Nov 13, 2014

A little ditty ’bout Tony and Vlad

When did Russia's kleptocratic, despotic and murderous leader become everyone's favourite wacky, lovable hunk?

Mel Campbell — Freelance journalist and critic

Mel Campbell

Freelance journalist and critic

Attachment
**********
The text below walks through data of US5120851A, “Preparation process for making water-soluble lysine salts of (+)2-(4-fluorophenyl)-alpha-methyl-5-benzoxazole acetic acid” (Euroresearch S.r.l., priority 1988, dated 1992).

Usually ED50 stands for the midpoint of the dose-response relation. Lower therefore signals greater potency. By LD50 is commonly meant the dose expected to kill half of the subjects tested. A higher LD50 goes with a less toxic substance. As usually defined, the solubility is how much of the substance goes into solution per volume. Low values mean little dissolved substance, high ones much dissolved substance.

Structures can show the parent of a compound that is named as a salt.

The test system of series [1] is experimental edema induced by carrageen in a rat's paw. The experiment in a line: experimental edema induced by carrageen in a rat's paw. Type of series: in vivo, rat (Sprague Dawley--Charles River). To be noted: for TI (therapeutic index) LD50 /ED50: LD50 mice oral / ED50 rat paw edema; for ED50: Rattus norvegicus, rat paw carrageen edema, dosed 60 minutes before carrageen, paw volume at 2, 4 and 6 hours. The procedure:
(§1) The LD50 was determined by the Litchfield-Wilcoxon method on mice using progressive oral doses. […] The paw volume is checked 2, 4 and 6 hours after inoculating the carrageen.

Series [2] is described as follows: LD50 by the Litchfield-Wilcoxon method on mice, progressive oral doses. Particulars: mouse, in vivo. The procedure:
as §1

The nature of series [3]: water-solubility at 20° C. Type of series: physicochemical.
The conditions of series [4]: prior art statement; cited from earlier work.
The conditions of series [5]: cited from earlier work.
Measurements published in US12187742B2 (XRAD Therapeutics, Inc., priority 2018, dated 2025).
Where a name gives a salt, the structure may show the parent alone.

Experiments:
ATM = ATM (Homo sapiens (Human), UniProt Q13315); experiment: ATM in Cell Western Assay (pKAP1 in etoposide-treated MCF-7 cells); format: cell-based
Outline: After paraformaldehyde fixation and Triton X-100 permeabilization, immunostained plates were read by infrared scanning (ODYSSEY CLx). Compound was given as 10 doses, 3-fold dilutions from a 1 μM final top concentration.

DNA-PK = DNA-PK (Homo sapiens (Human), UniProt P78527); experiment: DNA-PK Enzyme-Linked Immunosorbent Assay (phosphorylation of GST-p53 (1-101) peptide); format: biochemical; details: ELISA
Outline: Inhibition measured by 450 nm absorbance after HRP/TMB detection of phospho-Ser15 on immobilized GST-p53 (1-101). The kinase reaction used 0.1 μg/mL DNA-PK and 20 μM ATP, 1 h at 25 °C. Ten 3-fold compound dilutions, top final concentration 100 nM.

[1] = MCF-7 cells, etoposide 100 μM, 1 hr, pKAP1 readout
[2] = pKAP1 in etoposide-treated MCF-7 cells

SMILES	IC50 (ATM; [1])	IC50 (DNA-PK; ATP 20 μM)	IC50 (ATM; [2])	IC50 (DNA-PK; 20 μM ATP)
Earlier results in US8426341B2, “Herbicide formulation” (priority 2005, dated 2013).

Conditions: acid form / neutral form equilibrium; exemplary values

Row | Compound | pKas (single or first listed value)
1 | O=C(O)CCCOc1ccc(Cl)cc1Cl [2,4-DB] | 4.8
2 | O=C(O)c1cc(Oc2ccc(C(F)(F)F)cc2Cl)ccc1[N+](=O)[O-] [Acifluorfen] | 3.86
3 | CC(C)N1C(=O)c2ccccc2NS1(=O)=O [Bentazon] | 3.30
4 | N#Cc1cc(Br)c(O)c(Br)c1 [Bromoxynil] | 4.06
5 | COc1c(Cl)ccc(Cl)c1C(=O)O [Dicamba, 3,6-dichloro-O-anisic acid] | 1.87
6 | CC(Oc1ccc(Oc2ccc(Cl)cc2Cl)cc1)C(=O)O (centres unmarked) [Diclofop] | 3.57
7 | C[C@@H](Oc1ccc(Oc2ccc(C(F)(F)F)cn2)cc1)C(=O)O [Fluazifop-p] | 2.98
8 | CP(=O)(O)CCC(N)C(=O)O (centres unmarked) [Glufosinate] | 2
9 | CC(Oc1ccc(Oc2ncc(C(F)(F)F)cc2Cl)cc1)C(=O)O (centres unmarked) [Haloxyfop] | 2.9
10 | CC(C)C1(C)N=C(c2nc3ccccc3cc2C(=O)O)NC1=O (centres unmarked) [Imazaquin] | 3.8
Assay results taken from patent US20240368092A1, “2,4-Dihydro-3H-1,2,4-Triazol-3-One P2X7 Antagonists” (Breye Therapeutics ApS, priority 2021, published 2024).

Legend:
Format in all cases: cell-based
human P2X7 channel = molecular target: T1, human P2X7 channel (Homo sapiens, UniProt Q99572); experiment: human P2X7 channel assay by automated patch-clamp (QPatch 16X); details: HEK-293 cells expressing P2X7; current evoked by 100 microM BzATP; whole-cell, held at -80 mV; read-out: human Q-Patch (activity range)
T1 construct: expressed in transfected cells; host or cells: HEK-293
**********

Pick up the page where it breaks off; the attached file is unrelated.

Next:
Media reports anticipating Prime Minister Tony Abbott’s meeting with Russian President Vladimir Putin at the APEC summit were positively sizzling with tension, most of it absurdly manufactured. Of course there was no "shirt-fronting". In a 15-minute meeting, Abbott suggested it might be nice if Russia apologised for its involvement in shooting down flight MH-17. Honestly, it sounded like the Hans Blix scene from Team America: World Police. How embarrassing that our PM was all bluster -- even the national broadcaster he’s trying to eviscerate treated it as a joke. But then came an unexpected gift -- news that Russian warships were en route to Australia ahead of the G20 meeting. By couching this as Putin’s move to “show the power of his fleet”, the media now get to speculate that Abbott did rustle Putin’s jimmies after all. And what a coup for our fearless leader, taking on the famously tiger-shooting, shirt-eschewing Russian hunk. How did Putin become a wacky “Russian strongman” whose macho stunts seduce the world’s media? As the Russian fleet nears Brisbane, welcome aboard, it’s love, says the world's media to a man who doesn't shy away from hard labour for political protesters. And what are a few murdered journalists when compared to those dazzling baby blues? “You shiver, Madam Peng? Here, take my shawl.” The Russian president chivalrously drapes it around the shoulders of Peng Liyuan, the wife of Chinese President Xi Jinping. Peng favours Putin with a cat-like smile, then just as gracefully slips the wrap to a waiting attendant. Meanwhile, Chinese hearts are fluttering. The Russians have dropped anchor in Beijing, and the world’s most powerful bachelor is on shore leave, ready to wrestle tigers and seduce his colleagues’ wives … and they’re all out of tigers. Ooh, sailor! The state censors can’t let this lunch-cutting stand! President Xi Jinping has tried, like, really super hard to be a faithful husband. He’s been photographed holding his wife’s hand, picking her flowers, and even holding her umbrella in the rain. And he’s spearheaded an anti-corruption sweep in which keeping a mistress is seen as a telltale sign of official graft. Corruption? Bah! What would Putin know of such things? After all, Russia is only ranked equal 127th of 177 countries on Transparency International’s Corruption Perceptions Index, along with Pakistan and Nicaragua. And baby, Russia can change -- three years ago, it was ranked 143rd. “The key word is perception,” Putin murmurs seductively. “It’s not what it looks like, my small rabbit.” Everyone wants permission to come aboard Putin’s flotilla of private yachts … not to mention his 20 palaces, 58 private planes and a $75,000 toilet. With a secret fortune of $70 billion, no wonder people are willing to overlook his little transgressions. “Little friend, those Germans called me a ‘wifebeater and a philanderer’, Putin whispers. “But come with me, and you will find my secret: I go down like the Kursk while I am on holiday.” And now this seagoing Lothario is setting sail Down Under. “You wish to ‘shirt-front’ me, good Tony? Of course -- if you can find my shirt. I think it may be beside your wife’s bed. You see, I do not need to, as you say in Australia, ‘smuggle’ my budgies. In Russia we know nothing of smuggling-- neither of people nor of anti-aircraft weaponry.” Putin loves women, you see -- except when they form punk bands and protest in a church. And not that terrible German woman Angela Merkel, who doesn’t even like dogs. Yes, Putin is planning a gay old time in Australia for the G20. No, not in that way. If there are any of those nasty gay people in Australia, Putin will wash them away like rain, much as he’s done in Russia -- leaving only a rainbow. What -- rainbows are gay too? Ugh. Never mind. This could be the start of a beautiful friendship, sitting down with a friend for a nice cup of tea with radioactive polonium in it. Sending your friend to a secret icy prison and confiscating his fortune after he tried to criticise you. (Friends don’t embarrass friends on TV.) And friends like to have a real blast together -- as Putin is doing right now, building nuclear reactors in Iran. Other countries are trying to stop Russia and Iran’s affair heating up, saying it’s not the size of the nuke, but what you do with it that counts. But can’t they have both? So, let’s forget our geopolitical cares as we all jump aboard Putin’s love boat! “Baby, love conquers all,” Putin purrs. “Just ask Ukraine.